### Polarization-resolved experimental IR spectra

We performed Fourier-transform infrared (FTIR) difference spectroscopic experiments on purple membrane films using the attenuated total reflection (ATR) method35. The purple membranes spontaneously form parallel stacks of membrane sheets with the membrane normal along the z direction upon drying on the ATR silicon surface36, as schematically shown in Fig. 2a. The sample was kept in a controlled semi-dry state (see Methods section), which reduces the amount of bulk water molecules37 and slows down the bR photocycle38 but preserves the internal water molecules. As a control, a more hydrated sample was prepared, which resulted in almost indistinguishable IR difference spectra, although of smaller intensity (see Supplementary Figs. 4 and 5). Light absorption by the chromophore triggers a sequence of transitions that have been well characterized by experimental and theoretical means39. According to the generally accepted view, in the dark state, an excess proton resides in a water cluster close to the exit site at the extracellular side of the protein, as schematically indicated in the inset of Fig. 2a. Continuous illumination leads to the accumulation of the intermediate M state under our experimental conditions (with only minor contributions from the subsequent N state)40,41, where the excess proton is not present in the proton release group but has just been transferred to the extracellular medium. Thus the light-induced difference spectrum of bR under continuous illumination contains differential information about the proton release group.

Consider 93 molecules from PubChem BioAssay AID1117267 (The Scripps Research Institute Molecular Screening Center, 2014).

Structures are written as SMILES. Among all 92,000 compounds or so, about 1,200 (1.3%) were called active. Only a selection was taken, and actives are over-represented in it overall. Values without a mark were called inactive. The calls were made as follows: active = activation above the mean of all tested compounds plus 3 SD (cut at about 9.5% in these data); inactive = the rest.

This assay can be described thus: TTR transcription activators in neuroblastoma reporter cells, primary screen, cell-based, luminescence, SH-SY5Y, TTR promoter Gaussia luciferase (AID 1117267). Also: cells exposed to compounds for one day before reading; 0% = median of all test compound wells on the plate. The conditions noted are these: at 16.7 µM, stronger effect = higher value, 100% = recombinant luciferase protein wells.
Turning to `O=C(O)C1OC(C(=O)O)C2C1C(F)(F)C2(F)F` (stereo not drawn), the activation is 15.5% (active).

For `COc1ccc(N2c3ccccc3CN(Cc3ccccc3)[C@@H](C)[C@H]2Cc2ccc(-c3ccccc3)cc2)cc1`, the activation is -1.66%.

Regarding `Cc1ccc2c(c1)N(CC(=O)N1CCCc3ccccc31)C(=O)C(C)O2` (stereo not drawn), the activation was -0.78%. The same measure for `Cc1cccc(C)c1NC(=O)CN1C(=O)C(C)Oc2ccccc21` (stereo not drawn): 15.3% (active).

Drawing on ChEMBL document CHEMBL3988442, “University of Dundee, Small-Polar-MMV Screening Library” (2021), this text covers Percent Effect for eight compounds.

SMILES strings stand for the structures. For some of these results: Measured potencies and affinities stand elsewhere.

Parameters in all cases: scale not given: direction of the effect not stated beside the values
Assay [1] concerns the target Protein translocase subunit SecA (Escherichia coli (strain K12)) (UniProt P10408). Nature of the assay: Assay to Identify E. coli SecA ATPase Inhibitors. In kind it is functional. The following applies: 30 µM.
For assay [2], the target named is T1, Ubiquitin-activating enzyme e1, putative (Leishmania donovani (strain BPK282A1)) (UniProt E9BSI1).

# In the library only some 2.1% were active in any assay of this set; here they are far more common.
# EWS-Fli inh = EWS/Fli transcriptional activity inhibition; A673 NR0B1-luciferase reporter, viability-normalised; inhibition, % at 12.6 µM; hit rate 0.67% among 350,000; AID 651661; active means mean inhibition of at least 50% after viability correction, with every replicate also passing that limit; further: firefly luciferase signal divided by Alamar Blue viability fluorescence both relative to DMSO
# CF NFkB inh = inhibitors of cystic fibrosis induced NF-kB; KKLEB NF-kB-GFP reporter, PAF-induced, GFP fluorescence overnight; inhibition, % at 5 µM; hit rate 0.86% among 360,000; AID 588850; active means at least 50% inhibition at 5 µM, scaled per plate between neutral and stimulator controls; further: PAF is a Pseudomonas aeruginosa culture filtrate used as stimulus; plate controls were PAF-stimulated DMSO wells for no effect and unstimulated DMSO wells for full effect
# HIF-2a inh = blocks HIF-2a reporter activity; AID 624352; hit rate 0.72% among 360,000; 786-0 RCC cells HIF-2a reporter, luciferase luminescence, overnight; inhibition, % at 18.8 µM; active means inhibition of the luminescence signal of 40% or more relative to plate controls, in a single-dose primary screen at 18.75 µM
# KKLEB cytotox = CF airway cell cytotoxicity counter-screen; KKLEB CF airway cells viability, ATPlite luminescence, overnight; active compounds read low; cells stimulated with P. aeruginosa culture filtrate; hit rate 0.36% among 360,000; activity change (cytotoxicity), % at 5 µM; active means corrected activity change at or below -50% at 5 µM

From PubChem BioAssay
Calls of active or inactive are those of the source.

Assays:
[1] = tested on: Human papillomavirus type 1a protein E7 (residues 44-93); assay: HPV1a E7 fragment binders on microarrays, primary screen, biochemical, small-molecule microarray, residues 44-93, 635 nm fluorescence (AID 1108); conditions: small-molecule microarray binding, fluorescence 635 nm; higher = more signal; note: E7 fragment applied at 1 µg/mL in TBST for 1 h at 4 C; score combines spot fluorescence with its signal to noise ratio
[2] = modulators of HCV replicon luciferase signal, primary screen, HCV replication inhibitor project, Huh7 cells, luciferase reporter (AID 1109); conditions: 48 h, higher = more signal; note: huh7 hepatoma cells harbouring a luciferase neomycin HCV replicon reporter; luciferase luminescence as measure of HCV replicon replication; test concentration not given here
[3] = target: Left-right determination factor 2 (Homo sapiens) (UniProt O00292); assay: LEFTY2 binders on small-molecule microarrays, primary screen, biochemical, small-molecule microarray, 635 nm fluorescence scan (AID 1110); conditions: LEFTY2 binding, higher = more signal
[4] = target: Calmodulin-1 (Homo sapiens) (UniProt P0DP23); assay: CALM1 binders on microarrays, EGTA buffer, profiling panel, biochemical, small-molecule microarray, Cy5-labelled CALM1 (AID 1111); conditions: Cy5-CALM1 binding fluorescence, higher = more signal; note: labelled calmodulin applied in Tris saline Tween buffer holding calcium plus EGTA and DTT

We employed IR light with polarization parallel and perpendicular to the plane of incidence42; see Fig. 2a for a schematic illustration of the geometry. The light-minus-dark difference spectrum measured with perpendicularly polarized IR radiation provides the difference spectrum in the xy plane of bR, denoted as ΔA xy , while parallel IR light gives rise to a linear combination of the difference spectra in the xy plane and along the z direction (the latter being denoted as ΔA z )43. The difference spectrum ΔA z is calculated according to a published formalism42,44. Both spectra ΔA xy and ΔA z are presented in Fig. 2b. The continuum band in the frequency range 1700–2200 cm−1 is enlarged in the inset. We restrict our analysis to this range, because it is of diagnostic value for the presence of a protonated hydrogen-bonded network of water molecules. In contrast, the dichroism of the broad band >2500 cm−1 presumably arises from a neutral cluster of strongly hydrogen-bonded water molecules located at the cytoplasmic side of the protein21. Note that the sharp band at 1761 cm−1 at the lower end of the continuum band arises from the C=O stretching vibration of the aspartic acid D85, which is the proton acceptor of the retinal Schiff base45.